For the past two decades, the future of electric cars has been a classic ‘chicken and egg’ situation. EV technology has developed apace, but in order to make EVs a truly viable option, the cars needed an infrastructure and the infrastructure needed the cars.
As a result, electric vehicles remained a niche. Models like the Nissan LEAF and Renault Zoe, bought by early adopters and the environmentally conscious, proved there was a market, but one that only appealed to the educated few. After all, electric cars were expensive alongside comparable petrol and diesel models and owning one required a level of compromise as far as journey planning and range were concerned.
But in the past 18 months, the electric car market has seen a seismic shift. Instead of appealing to sense and sensibility, the world’s leading manufacturers are chasing hearts and minds. The Tesla phenomenon, a charge led by South African Canadian Elon Musk, has seen EVs transform themselves, from quirky to cool, environmental to aspirational.
Tesla was - and remains - a niche brand, albeit one with growing presence globally. But its move towards making electric cars a materialistic choice as well as a socially responsible one has spurred some of the more established names to following suit.
One of the biggest advocates is Porsche, which has committed to an electric future. While it recognises there will always be a market for traditional petrol-engined sports cars, the German manufacturer sees EV drivetrains as something that’s beneficial to the brand in more ways than one.
At the Goodwood Festival of Speed, the company teased punters with its Taycan, the brand’s first fully electric car.
Writing in USA Today, Klaus Zellmer, the marque’s US CEO, said: "Let’s be clear: We believe EVs will quickly become commonplace, not that they will fully displace internal combustion engines.
"Frankly, EVs are fun to drive. Electric motors provide instant torque for quick acceleration, and the lower center of gravity from battery packs will reinforce the sporty feeling. So don’t be surprised when all of this truly catches on in the near future."
Zellmer’s beliefs are backed up by Jaguar Land Rover, which recently committed to a long-term EV vision following the success of the electric i-PACE - World Car of the Year 2019, no less - which is currently built for Jaguar under contract by Magna Steyr in Austria.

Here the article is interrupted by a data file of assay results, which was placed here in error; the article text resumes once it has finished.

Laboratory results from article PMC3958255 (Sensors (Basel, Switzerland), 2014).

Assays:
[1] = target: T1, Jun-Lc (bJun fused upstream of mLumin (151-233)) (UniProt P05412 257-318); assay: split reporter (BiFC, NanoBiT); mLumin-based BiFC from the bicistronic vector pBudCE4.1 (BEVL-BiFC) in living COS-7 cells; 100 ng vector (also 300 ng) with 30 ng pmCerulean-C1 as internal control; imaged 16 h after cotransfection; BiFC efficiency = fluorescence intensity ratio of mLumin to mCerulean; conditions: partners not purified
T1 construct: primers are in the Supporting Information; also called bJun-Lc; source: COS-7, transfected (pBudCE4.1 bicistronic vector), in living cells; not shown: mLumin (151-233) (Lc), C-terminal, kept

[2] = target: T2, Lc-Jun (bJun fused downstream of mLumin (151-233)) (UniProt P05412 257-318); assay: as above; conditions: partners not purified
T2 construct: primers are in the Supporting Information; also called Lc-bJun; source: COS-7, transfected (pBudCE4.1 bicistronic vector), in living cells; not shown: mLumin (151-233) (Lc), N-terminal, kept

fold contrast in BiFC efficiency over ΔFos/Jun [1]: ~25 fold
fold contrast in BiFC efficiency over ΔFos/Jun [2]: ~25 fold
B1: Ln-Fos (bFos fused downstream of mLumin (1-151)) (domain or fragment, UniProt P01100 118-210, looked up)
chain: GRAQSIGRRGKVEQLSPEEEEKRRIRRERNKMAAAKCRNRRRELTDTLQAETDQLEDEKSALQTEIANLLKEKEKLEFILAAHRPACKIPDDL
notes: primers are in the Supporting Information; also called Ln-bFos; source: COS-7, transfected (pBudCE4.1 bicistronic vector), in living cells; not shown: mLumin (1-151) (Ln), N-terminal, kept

JLR’s announcement at the end of June 2019 was a major news story, not least because it showed that a manufacturer alleged to be in trouble by various sectors of the media clearly still has the money to make huge investments, but also because it both created and safeguarded thousands of jobs.
There are millions of people across the world employed directly or indirectly by the automotive sector and a project of this magnitude is great news for the industry as a whole.
As part of it, JLR will completely redevelop its Castle Bromwich manufacturing facility and Hams Hall engine plants in the UK to become EV centres of excellence, as part of its commitment to offer an electric version of all Jaguar and Land Rover models from next year.
Perhaps more telling, though, was JLR boss Ralf Speth’s prophetic statement, where in six words he underscored the commitment of one of the world’s leading premium vehicle manufacturers to EV development.
“The future of mobility is electric,” he said. In one sweeping statement, the chicken and egg game was over.
Expect plenty of fanfare, then, when Jaguar whips the Union Jack off its new XJ at the Frankfurt Motor Show later this year in a move that will inevitably lead others into following suit.
Power of design
The story won’t only be about its powertrain, either, as it will be retiring Jaguar design chief Ian Callum’s parting shot.
“It will be beautiful, sporty, sleek and has to be a drivers’ car,” he told Road and Track magazine. “It’s not just a three-box sedan. It’s something people want to get into and drive. And that has to be a message of its shape.”
In many respects, the new XJ will be as far removed from its predecessors than ever before - after all, just 20 years ago, the flagship XJ came with a 6.0-litre V12 engine that could trace its roots back to the 1960s and was an anachronism even then.
But when the first XJ appeared in 1968, it was arguably the most innovative car of its day. And as Jaguar leads the charge towards the future of electrification, history could be - in its own way - about to repeat itself.